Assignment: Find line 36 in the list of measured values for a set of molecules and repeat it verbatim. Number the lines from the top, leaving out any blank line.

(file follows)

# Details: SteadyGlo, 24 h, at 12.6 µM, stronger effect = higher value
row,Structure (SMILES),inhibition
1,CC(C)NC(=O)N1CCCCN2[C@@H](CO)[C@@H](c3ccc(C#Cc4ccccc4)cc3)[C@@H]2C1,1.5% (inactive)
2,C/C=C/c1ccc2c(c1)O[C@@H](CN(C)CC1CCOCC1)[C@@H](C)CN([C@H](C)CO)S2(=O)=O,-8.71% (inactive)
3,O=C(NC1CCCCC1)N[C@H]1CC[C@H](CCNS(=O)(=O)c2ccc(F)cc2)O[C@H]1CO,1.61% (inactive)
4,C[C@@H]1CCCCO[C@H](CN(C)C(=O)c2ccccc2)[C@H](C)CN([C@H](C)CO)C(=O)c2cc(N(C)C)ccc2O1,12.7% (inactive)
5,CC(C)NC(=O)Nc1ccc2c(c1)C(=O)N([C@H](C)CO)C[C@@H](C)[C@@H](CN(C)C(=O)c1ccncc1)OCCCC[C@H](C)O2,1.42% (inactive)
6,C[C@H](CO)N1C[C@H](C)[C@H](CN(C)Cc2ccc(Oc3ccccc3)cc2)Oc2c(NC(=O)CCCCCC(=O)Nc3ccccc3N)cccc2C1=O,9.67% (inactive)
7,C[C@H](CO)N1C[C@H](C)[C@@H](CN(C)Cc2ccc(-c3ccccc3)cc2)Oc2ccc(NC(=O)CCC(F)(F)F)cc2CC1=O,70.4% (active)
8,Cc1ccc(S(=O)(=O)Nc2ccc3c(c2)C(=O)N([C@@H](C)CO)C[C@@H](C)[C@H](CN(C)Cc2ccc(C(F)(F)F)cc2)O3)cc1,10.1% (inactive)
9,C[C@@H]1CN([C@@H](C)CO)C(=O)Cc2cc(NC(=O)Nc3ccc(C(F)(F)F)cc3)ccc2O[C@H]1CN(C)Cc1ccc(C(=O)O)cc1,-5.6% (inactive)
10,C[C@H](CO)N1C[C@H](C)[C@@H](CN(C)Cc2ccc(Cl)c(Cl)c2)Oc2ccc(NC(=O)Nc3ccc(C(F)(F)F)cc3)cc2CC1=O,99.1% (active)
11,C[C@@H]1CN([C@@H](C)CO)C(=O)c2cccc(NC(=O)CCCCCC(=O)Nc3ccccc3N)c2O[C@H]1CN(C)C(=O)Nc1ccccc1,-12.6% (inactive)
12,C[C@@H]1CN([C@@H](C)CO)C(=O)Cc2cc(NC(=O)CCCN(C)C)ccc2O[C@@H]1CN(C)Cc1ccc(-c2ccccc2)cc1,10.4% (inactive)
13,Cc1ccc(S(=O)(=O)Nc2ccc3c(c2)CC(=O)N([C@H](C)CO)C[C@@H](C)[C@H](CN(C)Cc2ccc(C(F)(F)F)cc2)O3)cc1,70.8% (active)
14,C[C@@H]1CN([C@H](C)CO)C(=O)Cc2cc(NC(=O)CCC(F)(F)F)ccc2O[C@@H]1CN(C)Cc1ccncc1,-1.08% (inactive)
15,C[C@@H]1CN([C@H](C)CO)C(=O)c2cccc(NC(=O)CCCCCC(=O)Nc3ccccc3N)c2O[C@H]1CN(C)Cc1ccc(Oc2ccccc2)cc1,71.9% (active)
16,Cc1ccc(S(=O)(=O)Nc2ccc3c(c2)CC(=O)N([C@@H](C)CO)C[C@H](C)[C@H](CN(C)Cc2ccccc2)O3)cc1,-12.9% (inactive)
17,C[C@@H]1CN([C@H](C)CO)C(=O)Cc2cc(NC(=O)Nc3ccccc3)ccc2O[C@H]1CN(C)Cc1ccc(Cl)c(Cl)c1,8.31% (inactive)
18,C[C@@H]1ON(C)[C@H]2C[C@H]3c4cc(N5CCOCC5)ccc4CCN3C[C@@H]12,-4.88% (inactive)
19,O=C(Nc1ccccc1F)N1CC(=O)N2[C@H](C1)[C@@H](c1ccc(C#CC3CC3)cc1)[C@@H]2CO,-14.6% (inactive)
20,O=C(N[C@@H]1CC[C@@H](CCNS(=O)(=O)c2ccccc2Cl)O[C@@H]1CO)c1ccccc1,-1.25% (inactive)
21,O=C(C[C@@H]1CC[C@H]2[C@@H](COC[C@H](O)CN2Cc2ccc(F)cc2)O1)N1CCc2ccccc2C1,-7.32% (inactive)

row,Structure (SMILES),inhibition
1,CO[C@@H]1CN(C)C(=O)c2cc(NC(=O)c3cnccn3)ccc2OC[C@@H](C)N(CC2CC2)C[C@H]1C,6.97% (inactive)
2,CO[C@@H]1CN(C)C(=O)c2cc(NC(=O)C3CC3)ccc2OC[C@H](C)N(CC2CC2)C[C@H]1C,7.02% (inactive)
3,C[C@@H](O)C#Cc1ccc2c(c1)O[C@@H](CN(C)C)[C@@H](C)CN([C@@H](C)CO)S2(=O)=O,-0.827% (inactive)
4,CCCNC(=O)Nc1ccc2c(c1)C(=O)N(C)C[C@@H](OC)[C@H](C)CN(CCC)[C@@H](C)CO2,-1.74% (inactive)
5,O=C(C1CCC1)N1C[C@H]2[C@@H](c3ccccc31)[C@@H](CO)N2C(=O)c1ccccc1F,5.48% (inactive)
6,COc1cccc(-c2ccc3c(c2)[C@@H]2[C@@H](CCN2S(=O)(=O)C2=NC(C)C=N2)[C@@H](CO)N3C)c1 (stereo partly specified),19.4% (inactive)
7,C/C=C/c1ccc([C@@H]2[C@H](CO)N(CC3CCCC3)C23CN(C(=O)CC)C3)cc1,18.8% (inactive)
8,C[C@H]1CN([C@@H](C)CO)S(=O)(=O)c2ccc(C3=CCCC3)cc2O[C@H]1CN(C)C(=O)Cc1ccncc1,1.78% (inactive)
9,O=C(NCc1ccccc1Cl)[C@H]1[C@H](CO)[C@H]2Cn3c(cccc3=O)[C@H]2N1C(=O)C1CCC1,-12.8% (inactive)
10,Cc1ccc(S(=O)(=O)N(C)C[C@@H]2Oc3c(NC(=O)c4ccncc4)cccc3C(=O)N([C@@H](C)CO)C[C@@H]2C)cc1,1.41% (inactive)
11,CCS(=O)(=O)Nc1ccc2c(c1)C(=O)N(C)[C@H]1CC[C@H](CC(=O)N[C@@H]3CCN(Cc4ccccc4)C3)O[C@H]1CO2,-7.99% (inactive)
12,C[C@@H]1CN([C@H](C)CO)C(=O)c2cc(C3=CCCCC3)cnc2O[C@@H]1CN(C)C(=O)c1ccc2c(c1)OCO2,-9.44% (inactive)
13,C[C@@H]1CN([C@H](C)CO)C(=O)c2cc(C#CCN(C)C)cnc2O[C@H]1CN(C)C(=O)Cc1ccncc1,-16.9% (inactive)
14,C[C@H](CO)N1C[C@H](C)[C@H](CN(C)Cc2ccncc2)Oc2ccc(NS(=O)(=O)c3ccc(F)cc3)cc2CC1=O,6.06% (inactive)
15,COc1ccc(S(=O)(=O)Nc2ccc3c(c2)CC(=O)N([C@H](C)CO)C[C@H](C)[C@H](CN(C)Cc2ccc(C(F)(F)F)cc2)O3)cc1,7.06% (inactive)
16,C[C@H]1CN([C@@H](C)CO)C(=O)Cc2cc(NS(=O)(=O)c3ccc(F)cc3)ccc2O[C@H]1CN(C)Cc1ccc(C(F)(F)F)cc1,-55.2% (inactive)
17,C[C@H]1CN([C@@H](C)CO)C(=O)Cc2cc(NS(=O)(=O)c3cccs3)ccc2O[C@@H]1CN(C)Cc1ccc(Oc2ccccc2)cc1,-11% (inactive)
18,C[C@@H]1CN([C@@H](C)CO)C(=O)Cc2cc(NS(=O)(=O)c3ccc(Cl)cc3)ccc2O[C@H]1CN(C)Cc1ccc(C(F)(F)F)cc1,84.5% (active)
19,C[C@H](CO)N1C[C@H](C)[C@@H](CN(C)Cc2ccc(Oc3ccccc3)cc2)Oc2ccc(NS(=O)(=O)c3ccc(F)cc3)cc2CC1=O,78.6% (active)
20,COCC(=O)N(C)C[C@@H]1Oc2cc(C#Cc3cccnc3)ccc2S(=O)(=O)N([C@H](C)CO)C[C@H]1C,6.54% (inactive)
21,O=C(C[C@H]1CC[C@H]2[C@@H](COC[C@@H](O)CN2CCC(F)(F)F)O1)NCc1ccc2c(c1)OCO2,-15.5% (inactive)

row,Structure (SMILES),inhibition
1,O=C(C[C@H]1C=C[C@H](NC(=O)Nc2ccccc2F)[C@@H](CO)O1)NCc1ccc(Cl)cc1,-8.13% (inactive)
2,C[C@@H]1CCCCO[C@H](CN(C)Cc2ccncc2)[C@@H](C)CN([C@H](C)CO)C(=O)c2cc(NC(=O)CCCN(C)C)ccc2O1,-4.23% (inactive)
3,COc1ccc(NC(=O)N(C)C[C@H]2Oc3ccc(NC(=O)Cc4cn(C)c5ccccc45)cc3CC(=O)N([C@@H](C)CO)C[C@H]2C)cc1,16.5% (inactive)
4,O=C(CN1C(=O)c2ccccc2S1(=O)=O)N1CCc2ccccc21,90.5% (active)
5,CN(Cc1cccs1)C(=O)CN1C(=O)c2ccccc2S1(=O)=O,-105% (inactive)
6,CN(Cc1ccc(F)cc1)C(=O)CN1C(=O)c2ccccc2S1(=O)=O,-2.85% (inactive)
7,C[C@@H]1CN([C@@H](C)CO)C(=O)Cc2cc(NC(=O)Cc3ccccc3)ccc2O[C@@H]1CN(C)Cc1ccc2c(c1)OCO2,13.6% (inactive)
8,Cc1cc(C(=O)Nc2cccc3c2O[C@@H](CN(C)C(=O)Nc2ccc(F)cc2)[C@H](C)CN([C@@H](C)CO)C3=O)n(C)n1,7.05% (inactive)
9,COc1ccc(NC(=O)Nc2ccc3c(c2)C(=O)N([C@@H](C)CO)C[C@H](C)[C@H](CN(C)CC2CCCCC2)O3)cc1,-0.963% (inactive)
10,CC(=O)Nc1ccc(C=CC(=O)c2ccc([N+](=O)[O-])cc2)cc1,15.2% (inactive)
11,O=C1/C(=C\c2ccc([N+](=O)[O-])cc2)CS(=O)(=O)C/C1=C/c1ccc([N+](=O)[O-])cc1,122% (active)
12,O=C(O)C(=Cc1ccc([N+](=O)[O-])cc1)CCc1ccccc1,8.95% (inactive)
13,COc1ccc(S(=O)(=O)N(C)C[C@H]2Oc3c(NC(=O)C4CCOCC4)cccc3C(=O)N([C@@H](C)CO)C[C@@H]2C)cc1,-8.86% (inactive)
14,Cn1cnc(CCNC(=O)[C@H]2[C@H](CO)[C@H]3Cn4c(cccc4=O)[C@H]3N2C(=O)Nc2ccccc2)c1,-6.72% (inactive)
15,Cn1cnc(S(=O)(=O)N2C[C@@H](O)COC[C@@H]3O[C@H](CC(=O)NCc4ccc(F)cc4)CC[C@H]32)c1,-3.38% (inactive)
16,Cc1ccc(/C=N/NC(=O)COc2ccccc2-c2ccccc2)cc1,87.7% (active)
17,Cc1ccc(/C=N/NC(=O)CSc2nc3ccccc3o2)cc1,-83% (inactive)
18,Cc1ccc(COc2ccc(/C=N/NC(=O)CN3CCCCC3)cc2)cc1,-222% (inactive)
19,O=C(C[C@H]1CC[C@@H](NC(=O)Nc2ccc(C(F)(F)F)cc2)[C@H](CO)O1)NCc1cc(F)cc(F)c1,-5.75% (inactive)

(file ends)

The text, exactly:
12,C[C@@H]1CN([C@H](C)CO)C(=O)c2cc(C3=CCCCC3)cnc2O[C@@H]1CN(C)C(=O)c1ccc2c(c1)OCO2,-9.44% (inactive)